Do you have an idea you consider unique and innovative? Something the world doesn’t even know it’s waiting for? Are you full of ideas that are screaming to get developed? Too many people can answer, “yes” to these questions. Unfortunately, many ideas never get out of the vision stage. It is one thing to have great ideas and enthusiasm; pursuing and being successful with those ideas is something altogether different.
The process of going from an idea to a business is intimidating. Where does one even begin? Fortunately, many great entrepreneurs have traveled the path to success before you. Their journey can serve as a roadmap for you to follow, provided that you understand that there are no shortcuts and the path is paved with pitfalls, failures and setbacks.
“Most businesses start with what they think is a great idea, but in almost every case, the ideas change over time.” – CEO and founder, Marketing Zen
Before taking a big step in the direction of your big idea, the first necessary step is to define the business. It is virtually impossible to sell customers on a vision that you yourself don’t fully understand. A successful business needs to build trusting relationships with its clientele. That won’t happen unless there is a clear, definable, and consistent vision. The decisions you make for the groundwork of your business and the choices you make for its image will all stem from your vision.
“Creating teams that have an understanding of not only what they are doing but, most important, why they are doing it, is critical.” – Jim Murren, Chariman and CEO, MGM Resorts International
You can start defining your business by asking yourself a variety of questions. If you don’t know the answer to one of more, you probably aren’t quite ready and should continue to evaluate your plan of action (POA). The greatest possibility of success comes with meticulous planning and a solid footwork. You cannot begin before you are fully prepared for what is waiting before you. History is full of businesses that launched themselves too soon and ended up imploding before they even got off the ground.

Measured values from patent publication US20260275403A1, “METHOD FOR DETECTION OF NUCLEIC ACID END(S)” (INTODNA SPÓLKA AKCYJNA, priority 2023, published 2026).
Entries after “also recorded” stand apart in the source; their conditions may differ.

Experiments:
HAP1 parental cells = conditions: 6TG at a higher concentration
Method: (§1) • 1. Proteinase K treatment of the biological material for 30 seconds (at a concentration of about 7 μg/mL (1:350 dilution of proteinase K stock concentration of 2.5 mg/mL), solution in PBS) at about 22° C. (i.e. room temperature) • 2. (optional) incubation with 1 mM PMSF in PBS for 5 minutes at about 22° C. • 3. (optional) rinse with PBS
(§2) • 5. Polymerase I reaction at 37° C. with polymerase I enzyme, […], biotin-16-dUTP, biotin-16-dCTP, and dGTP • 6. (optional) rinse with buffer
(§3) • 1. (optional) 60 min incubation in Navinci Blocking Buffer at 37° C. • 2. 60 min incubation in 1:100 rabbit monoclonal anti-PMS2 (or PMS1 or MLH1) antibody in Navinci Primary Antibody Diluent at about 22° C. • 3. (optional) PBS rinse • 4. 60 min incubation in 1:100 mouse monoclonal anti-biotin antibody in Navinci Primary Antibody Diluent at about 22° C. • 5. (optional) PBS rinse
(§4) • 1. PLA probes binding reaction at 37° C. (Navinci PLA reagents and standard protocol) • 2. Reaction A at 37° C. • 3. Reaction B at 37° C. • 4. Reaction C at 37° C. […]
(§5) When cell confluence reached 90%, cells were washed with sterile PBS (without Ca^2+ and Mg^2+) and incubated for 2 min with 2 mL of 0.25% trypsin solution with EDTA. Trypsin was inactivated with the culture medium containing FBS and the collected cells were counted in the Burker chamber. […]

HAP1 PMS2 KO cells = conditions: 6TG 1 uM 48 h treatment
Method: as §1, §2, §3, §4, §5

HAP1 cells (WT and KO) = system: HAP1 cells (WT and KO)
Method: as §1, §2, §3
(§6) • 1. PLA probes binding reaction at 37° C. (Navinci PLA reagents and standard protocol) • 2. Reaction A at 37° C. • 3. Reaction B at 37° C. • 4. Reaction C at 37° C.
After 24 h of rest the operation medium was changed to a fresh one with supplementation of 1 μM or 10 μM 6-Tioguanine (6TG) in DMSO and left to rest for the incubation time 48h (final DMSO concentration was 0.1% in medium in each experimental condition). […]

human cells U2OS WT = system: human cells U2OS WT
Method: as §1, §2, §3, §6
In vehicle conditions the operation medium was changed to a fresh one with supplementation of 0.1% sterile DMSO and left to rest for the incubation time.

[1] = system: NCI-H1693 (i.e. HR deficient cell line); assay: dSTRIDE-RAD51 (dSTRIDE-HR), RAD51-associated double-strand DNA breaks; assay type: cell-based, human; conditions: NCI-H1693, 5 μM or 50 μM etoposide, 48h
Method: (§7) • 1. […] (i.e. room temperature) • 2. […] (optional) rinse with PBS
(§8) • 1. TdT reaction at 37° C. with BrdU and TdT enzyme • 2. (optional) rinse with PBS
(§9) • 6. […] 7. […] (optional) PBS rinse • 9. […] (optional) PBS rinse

If you think you have what it takes to succeed in the business of ideas, move forward with these questions:
- What does my company do? What goods or services does your company provide? What do you have to offer the industry and what problems does it solve? What do you bring to the table?
- What differentiates me from the competition? How will your goods and services differ from those already in the market? What is going to make you stand out and why will people want what you have over the competition?
- What is the value of my company? Not financially, but how are you going to impact the industry? How much and how often will people want your product or service? Is it so valuable that your failure will have a great impact on them?
- What are the core values/beliefs of my company? What is the foundation on which you will build your company? How does your belief system influence the company?
- What is the vision for my company? Why do you want this business or product to exist? What do you hope to accomplish? Where do you see the business five or ten years down the line and what are the steps you plan to take in order to get there?
- What are the ultimate goals of my company? Specificity is the key to understanding exactly where you hope to travel. What are your financial goals? What are your personal goals?
The answers to these questions and others like them will help you define your business. Every decision you make must be made on this definition. Your business name, logo, image, identity, message… your entire brand needs to be consistent with your business definition. If it isn't, you will appear inconsistent and unstable – perceptions that can kill your business before it even starts.